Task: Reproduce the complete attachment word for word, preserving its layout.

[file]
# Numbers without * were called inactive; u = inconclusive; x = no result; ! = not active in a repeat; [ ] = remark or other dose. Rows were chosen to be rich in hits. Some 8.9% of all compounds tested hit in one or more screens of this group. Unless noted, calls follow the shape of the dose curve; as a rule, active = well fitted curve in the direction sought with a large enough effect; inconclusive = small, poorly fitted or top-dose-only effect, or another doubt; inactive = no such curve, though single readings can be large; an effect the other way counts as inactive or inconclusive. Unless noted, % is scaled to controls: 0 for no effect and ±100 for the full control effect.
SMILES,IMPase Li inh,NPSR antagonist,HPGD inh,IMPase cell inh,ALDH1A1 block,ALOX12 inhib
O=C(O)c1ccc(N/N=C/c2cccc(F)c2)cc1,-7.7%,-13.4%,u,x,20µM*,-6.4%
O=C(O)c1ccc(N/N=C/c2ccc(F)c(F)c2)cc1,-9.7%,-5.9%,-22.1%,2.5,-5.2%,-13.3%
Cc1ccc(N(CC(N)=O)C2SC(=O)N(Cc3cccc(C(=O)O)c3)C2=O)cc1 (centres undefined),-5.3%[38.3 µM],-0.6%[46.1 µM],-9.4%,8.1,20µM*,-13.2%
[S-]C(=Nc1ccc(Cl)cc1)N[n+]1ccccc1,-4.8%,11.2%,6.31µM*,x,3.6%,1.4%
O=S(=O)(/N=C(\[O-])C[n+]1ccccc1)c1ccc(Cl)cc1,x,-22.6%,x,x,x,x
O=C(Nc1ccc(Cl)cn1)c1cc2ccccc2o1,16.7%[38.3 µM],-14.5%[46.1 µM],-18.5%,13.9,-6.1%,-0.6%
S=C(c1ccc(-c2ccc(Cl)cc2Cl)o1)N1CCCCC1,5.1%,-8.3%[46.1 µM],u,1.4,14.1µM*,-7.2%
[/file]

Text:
# Numbers without * were called inactive; u = inconclusive; x = no result; ! = not active in a repeat; [ ] = remark or other dose. Rows were chosen to be rich in hits. Some 8.9% of all compounds tested hit in one or more screens of this group. Unless noted, calls follow the shape of the dose curve; as a rule, active = well fitted curve in the direction sought with a large enough effect; inconclusive = small, poorly fitted or top-dose-only effect, or another doubt; inactive = no such curve, though single readings can be large; an effect the other way counts as inactive or inconclusive. Unless noted, % is scaled to controls: 0 for no effect and ±100 for the full control effect.
SMILES,IMPase Li inh,NPSR antagonist,HPGD inh,IMPase cell inh,ALDH1A1 block,ALOX12 inhib
O=C(O)c1ccc(N/N=C/c2cccc(F)c2)cc1,-7.7%,-13.4%,u,x,20µM*,-6.4%
O=C(O)c1ccc(N/N=C/c2ccc(F)c(F)c2)cc1,-9.7%,-5.9%,-22.1%,2.5,-5.2%,-13.3%
Cc1ccc(N(CC(N)=O)C2SC(=O)N(Cc3cccc(C(=O)O)c3)C2=O)cc1 (centres undefined),-5.3%[38.3 µM],-0.6%[46.1 µM],-9.4%,8.1,20µM*,-13.2%
[S-]C(=Nc1ccc(Cl)cc1)N[n+]1ccccc1,-4.8%,11.2%,6.31µM*,x,3.6%,1.4%
O=S(=O)(/N=C(\[O-])C[n+]1ccccc1)c1ccc(Cl)cc1,x,-22.6%,x,x,x,x
O=C(Nc1ccc(Cl)cn1)c1cc2ccccc2o1,16.7%[38.3 µM],-14.5%[46.1 µM],-18.5%,13.9,-6.1%,-0.6%
S=C(c1ccc(-c2ccc(Cl)cc2Cl)o1)N1CCCCC1,5.1%,-8.3%[46.1 µM],u,1.4,14.1µM*,-7.2%